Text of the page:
Friday, 23 October 2015

Woolies new priced-based marketing campaign

To reinforce its $500 million dollar investment into lower grocery prices, Woolworths has launched a new price-based marketing campaign. The new campaign, "Always at Woolworths", will substitute the previous Cheap Cheap campaign. The integrated marketing campaign is said to run on a range of media, including print, online, television and radio, highlighting the everyday value in Woolworth’s supermarkets rather than one-off discounts.


As a result of the new campaign, analysts have been impelled to question whether “Woolworths' new supermarkets team, led by Brad Banducci and Dave Chambers, is shifting towards an everyday-low-value pricing (EDLP) strategy rather than a high-low pricing model in an attempt to win back the trust of consumers.”

Based on other media releases, Woolworths is said to further invest more than $500 million dollars in reducing grocery prices in the aim of "neutralising" Coles and "containing" Aldi. So far the retail giant has invested more than $200 million into reducing prices this year, and claims its prices are now as cheap, if not slightly cheaper, than a similar basket of groceries at Coles.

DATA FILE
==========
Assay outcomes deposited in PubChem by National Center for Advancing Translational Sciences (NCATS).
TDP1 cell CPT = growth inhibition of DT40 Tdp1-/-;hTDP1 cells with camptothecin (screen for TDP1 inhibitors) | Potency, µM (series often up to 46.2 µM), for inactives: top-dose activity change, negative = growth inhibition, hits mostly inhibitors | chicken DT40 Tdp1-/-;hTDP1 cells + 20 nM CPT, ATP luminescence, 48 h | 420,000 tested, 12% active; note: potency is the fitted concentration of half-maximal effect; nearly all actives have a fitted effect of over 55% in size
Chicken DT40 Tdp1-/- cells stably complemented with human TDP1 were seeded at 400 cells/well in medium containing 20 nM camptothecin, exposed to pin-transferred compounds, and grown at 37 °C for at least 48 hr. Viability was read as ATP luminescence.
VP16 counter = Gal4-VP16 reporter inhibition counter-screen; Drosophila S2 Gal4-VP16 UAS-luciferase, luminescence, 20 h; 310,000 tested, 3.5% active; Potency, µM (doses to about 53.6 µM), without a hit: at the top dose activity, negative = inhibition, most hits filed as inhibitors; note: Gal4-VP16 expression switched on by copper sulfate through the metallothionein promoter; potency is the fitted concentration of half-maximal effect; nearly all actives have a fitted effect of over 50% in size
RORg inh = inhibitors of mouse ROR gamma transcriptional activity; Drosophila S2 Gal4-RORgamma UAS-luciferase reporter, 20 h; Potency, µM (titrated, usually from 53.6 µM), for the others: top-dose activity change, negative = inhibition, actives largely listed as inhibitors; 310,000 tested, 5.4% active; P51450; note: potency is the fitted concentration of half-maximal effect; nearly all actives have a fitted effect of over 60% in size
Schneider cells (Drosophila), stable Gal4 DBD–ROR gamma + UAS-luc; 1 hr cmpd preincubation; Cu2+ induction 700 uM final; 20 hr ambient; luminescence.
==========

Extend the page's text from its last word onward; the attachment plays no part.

Aimed at launching its new price position, the campaign called ‘’ The Always at Woolworths” was put together by Advertising agency Leo Burnett.

The Woolworths spokesman stated that the retail giant will always call out its value offer to their customers, and the new 'low prices, always' campaign does just that". The campaign reinforces to customers that with the hundreds of products for sale, prices can be expected to stay the same low price – week-in, week-out.

In August of this year, Woolworths’ food group managing director said that we would see their marketing strategy evolve and their key themes of “fresh food and cheaper prices” would remain the same, however the messages portrayed would become more cohesive. Some analysts are of the belief that the $200 million dollar price investment Woolworths has spent has not gained traction with consumers as of yet and is likely to have had little impact on same-store sales in the September quarter.

Lauren Musat
Current student in the Master of Marketing program at the University of Sydney Business School

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